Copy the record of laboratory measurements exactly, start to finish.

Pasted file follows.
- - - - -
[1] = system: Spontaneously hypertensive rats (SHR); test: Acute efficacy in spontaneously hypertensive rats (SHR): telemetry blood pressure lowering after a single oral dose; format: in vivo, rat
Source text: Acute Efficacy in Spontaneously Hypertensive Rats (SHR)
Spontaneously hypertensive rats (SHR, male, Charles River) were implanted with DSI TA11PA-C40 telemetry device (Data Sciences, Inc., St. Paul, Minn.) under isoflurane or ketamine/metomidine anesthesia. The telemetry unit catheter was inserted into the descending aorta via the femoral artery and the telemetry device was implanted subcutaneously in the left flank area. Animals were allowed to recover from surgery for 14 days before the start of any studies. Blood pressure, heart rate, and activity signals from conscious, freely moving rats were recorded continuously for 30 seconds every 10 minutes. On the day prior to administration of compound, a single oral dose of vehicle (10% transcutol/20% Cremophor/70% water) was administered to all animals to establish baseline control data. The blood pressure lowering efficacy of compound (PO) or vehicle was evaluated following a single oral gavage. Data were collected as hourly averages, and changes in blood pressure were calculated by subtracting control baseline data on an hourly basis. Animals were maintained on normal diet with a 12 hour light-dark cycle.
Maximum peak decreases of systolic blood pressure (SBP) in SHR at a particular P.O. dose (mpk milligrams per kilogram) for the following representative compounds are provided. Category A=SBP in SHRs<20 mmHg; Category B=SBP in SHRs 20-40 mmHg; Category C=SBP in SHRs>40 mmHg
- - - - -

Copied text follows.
[1] = system: Spontaneously hypertensive rats (SHR); test: Acute efficacy in spontaneously hypertensive rats (SHR): telemetry blood pressure lowering after a single oral dose; format: in vivo, rat
Source text: Acute Efficacy in Spontaneously Hypertensive Rats (SHR)
Spontaneously hypertensive rats (SHR, male, Charles River) were implanted with DSI TA11PA-C40 telemetry device (Data Sciences, Inc., St. Paul, Minn.) under isoflurane or ketamine/metomidine anesthesia. The telemetry unit catheter was inserted into the descending aorta via the femoral artery and the telemetry device was implanted subcutaneously in the left flank area. Animals were allowed to recover from surgery for 14 days before the start of any studies. Blood pressure, heart rate, and activity signals from conscious, freely moving rats were recorded continuously for 30 seconds every 10 minutes. On the day prior to administration of compound, a single oral dose of vehicle (10% transcutol/20% Cremophor/70% water) was administered to all animals to establish baseline control data. The blood pressure lowering efficacy of compound (PO) or vehicle was evaluated following a single oral gavage. Data were collected as hourly averages, and changes in blood pressure were calculated by subtracting control baseline data on an hourly basis. Animals were maintained on normal diet with a 12 hour light-dark cycle.
Maximum peak decreases of systolic blood pressure (SBP) in SHR at a particular P.O. dose (mpk milligrams per kilogram) for the following representative compounds are provided. Category A=SBP in SHRs<20 mmHg; Category B=SBP in SHRs 20-40 mmHg; Category C=SBP in SHRs>40 mmHg